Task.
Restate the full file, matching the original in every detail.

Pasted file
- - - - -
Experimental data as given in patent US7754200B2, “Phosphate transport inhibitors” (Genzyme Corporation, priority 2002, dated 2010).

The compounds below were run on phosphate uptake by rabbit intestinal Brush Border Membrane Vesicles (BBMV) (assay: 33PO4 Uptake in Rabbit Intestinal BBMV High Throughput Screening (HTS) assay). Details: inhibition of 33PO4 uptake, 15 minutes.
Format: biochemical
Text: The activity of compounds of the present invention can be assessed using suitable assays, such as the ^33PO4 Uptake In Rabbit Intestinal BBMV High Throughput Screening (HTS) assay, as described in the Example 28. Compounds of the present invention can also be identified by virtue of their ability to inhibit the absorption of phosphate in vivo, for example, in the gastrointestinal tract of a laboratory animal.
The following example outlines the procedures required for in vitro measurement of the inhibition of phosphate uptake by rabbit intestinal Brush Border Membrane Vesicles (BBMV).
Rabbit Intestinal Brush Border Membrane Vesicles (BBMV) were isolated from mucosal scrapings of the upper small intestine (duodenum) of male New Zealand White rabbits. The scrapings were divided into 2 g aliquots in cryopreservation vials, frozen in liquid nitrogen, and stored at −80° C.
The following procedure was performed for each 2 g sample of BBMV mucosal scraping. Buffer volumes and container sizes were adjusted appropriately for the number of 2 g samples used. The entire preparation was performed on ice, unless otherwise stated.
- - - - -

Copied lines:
Experimental data as given in patent US7754200B2, “Phosphate transport inhibitors” (Genzyme Corporation, priority 2002, dated 2010).

The compounds below were run on phosphate uptake by rabbit intestinal Brush Border Membrane Vesicles (BBMV) (assay: 33PO4 Uptake in Rabbit Intestinal BBMV High Throughput Screening (HTS) assay). Details: inhibition of 33PO4 uptake, 15 minutes.
Format: biochemical
Text: The activity of compounds of the present invention can be assessed using suitable assays, such as the ^33PO4 Uptake In Rabbit Intestinal BBMV High Throughput Screening (HTS) assay, as described in the Example 28. Compounds of the present invention can also be identified by virtue of their ability to inhibit the absorption of phosphate in vivo, for example, in the gastrointestinal tract of a laboratory animal.
The following example outlines the procedures required for in vitro measurement of the inhibition of phosphate uptake by rabbit intestinal Brush Border Membrane Vesicles (BBMV).
Rabbit Intestinal Brush Border Membrane Vesicles (BBMV) were isolated from mucosal scrapings of the upper small intestine (duodenum) of male New Zealand White rabbits. The scrapings were divided into 2 g aliquots in cryopreservation vials, frozen in liquid nitrogen, and stored at −80° C.
The following procedure was performed for each 2 g sample of BBMV mucosal scraping. Buffer volumes and container sizes were adjusted appropriately for the number of 2 g samples used. The entire preparation was performed on ice, unless otherwise stated.